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The labour movement in Singapore wants low-wage workers to achieve breakthroughs in pay elevation next year through its progressive wage model, reports Channel News Asia. The plan is to launch accreditation schemes, by sector, to make progressive wages the norm for over 100,000 low earners.
Over time the labour movement wants percentage increases for the pay of low earners to be higher than percentage rises in the national median wage.
The labour movement also intends to form an expert group to assist its affiliates and unionised firms to adopt the progressive wage model. The model champions skills upgrading, so productivity and wages can increase with higher quality jobs.
The labour movement wants to couple this strategy with quantitative guidelines issued by the National Wages Council to press home the need to elevate wages for low earners.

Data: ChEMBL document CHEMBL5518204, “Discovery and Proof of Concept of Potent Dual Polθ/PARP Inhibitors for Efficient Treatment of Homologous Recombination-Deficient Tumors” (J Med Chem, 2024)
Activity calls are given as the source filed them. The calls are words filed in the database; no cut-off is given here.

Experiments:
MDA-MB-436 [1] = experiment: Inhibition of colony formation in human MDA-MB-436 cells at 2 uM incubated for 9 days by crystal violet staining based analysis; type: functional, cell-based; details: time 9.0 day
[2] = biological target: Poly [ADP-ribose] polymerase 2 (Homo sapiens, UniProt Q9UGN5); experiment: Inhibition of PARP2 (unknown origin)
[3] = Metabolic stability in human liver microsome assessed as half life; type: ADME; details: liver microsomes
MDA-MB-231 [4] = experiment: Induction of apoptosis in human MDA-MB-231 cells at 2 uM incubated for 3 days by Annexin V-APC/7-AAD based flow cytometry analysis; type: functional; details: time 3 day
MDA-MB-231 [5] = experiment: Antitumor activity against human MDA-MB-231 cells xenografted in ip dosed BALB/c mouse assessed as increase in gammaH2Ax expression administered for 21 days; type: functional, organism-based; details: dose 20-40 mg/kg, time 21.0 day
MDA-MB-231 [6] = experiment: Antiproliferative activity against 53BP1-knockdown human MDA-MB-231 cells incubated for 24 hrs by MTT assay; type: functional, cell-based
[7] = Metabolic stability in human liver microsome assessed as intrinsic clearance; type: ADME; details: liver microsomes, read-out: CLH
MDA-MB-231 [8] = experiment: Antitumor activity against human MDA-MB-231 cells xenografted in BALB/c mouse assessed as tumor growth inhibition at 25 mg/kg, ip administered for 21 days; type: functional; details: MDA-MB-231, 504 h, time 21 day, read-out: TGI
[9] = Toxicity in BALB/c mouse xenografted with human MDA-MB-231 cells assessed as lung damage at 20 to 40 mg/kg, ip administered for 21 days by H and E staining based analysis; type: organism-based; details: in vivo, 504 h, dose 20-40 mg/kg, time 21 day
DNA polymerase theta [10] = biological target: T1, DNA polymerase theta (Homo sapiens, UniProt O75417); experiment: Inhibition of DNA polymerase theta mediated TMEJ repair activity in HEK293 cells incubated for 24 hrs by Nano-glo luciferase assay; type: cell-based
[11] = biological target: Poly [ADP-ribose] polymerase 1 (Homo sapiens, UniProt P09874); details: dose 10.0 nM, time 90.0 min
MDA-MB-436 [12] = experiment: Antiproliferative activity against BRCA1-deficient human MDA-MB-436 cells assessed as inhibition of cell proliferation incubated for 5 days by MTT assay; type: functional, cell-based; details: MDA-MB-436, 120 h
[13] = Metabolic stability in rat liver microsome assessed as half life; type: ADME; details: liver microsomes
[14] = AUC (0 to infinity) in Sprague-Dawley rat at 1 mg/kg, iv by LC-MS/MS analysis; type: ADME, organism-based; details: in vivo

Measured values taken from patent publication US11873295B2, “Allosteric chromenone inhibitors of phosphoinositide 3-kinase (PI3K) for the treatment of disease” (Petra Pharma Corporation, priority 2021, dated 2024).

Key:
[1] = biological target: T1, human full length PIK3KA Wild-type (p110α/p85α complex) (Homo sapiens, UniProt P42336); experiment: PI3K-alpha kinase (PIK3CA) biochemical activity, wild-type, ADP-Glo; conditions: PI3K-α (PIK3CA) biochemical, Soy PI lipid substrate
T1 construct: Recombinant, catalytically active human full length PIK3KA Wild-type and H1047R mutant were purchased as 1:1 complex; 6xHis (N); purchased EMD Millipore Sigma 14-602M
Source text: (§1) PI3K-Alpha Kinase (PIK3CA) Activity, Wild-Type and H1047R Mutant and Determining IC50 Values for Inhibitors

The scheme will be tailored for each sector and will identify firms that have adopted the labour movement’s new model. For professional, managers, and executives (PMEs), two new centres will be set up by the end of the year to offer assistance in finding jobs and addressing other employment issues.
Lim Swee Say, Secretary General of the National Trades Union Congress (NTUC) said: “The best thing that the workers can do [to look after businesses] is to upgrade their skill(s), upgrade their productivity, and spur up the pace of innovation. On the part of the businesses, the best thing they can do for the workers will be in terms of giving them better job prospects, career upgrading, as well as wage improvement(s).”
The labour movement said that this is crucial to support Singapore’s economic restructuring efforts.
For PMEs, the aim is to increase unionisation rates from 20% to 25%. For this, the NTUC will approach more professional bodies to form partnerships in tackling job placement, progression, and protection issues faced by white-collar workers.